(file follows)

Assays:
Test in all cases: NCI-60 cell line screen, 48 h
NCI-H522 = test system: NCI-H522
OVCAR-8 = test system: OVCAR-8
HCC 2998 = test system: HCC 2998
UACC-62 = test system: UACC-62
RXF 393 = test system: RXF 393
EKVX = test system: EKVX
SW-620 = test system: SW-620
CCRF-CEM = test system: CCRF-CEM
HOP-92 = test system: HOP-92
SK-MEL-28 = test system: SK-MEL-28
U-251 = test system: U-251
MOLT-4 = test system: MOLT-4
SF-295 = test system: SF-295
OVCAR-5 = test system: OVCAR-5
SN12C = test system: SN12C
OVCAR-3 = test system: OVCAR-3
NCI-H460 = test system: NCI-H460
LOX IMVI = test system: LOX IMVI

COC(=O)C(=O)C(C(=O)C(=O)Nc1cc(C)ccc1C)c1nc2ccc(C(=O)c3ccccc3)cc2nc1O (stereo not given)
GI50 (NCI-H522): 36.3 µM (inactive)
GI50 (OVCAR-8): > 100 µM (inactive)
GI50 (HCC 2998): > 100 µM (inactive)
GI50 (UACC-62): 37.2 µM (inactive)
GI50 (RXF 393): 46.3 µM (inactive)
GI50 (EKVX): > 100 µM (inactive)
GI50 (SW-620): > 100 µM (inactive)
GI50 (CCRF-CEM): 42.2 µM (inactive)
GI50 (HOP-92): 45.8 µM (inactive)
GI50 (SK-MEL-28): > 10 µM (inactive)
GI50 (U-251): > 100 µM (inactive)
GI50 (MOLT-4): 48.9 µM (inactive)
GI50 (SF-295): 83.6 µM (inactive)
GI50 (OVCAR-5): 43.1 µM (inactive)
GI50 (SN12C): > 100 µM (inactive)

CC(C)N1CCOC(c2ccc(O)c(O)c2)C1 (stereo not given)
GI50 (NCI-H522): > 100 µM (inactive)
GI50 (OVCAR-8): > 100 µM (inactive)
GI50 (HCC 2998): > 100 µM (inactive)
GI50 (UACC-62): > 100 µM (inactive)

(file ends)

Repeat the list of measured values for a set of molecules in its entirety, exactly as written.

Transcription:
Assays:
Test in all cases: NCI-60 cell line screen, 48 h
NCI-H522 = test system: NCI-H522
OVCAR-8 = test system: OVCAR-8
HCC 2998 = test system: HCC 2998
UACC-62 = test system: UACC-62
RXF 393 = test system: RXF 393
EKVX = test system: EKVX
SW-620 = test system: SW-620
CCRF-CEM = test system: CCRF-CEM
HOP-92 = test system: HOP-92
SK-MEL-28 = test system: SK-MEL-28
U-251 = test system: U-251
MOLT-4 = test system: MOLT-4
SF-295 = test system: SF-295
OVCAR-5 = test system: OVCAR-5
SN12C = test system: SN12C
OVCAR-3 = test system: OVCAR-3
NCI-H460 = test system: NCI-H460
LOX IMVI = test system: LOX IMVI

COC(=O)C(=O)C(C(=O)C(=O)Nc1cc(C)ccc1C)c1nc2ccc(C(=O)c3ccccc3)cc2nc1O (stereo not given)
GI50 (NCI-H522): 36.3 µM (inactive)
GI50 (OVCAR-8): > 100 µM (inactive)
GI50 (HCC 2998): > 100 µM (inactive)
GI50 (UACC-62): 37.2 µM (inactive)
GI50 (RXF 393): 46.3 µM (inactive)
GI50 (EKVX): > 100 µM (inactive)
GI50 (SW-620): > 100 µM (inactive)
GI50 (CCRF-CEM): 42.2 µM (inactive)
GI50 (HOP-92): 45.8 µM (inactive)
GI50 (SK-MEL-28): > 10 µM (inactive)
GI50 (U-251): > 100 µM (inactive)
GI50 (MOLT-4): 48.9 µM (inactive)
GI50 (SF-295): 83.6 µM (inactive)
GI50 (OVCAR-5): 43.1 µM (inactive)
GI50 (SN12C): > 100 µM (inactive)

CC(C)N1CCOC(c2ccc(O)c(O)c2)C1 (stereo not given)
GI50 (NCI-H522): > 100 µM (inactive)
GI50 (OVCAR-8): > 100 µM (inactive)
GI50 (HCC 2998): > 100 µM (inactive)
GI50 (UACC-62): > 100 µM (inactive)